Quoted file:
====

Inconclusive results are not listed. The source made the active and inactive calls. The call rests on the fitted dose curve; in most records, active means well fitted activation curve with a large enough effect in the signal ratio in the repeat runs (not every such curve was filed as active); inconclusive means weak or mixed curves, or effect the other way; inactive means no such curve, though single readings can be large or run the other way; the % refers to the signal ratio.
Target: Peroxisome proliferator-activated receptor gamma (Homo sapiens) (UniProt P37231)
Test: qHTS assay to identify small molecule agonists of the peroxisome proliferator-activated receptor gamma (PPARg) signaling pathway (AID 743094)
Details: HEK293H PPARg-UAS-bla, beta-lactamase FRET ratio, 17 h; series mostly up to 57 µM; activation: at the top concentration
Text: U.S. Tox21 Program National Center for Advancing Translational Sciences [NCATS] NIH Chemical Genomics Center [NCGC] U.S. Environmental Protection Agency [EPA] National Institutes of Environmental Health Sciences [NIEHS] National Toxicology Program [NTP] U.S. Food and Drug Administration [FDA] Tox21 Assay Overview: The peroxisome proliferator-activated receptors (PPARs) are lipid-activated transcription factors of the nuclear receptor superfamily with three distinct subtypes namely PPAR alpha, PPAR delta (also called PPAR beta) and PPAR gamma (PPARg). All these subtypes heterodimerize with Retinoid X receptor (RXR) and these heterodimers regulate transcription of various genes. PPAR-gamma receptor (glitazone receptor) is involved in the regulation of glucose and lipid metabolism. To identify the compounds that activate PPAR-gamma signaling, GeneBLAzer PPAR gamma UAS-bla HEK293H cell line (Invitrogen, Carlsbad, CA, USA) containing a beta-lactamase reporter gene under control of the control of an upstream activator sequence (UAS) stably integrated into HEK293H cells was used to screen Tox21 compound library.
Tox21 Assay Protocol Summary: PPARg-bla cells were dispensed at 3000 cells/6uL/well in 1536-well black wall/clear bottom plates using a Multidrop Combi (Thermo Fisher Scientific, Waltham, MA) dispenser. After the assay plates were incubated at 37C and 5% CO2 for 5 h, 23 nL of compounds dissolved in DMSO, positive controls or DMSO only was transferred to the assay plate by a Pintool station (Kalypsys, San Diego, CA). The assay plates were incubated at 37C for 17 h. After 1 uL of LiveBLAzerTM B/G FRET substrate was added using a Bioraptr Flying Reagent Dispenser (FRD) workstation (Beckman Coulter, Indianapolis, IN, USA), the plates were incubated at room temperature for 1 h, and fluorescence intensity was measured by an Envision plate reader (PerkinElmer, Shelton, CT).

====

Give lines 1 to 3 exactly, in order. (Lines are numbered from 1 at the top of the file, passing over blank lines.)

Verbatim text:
Inconclusive results are not listed. The source made the active and inactive calls. The call rests on the fitted dose curve; in most records, active means well fitted activation curve with a large enough effect in the signal ratio in the repeat runs (not every such curve was filed as active); inconclusive means weak or mixed curves, or effect the other way; inactive means no such curve, though single readings can be large or run the other way; the % refers to the signal ratio.
Target: Peroxisome proliferator-activated receptor gamma (Homo sapiens) (UniProt P37231)
Test: qHTS assay to identify small molecule agonists of the peroxisome proliferator-activated receptor gamma (PPARg) signaling pathway (AID 743094)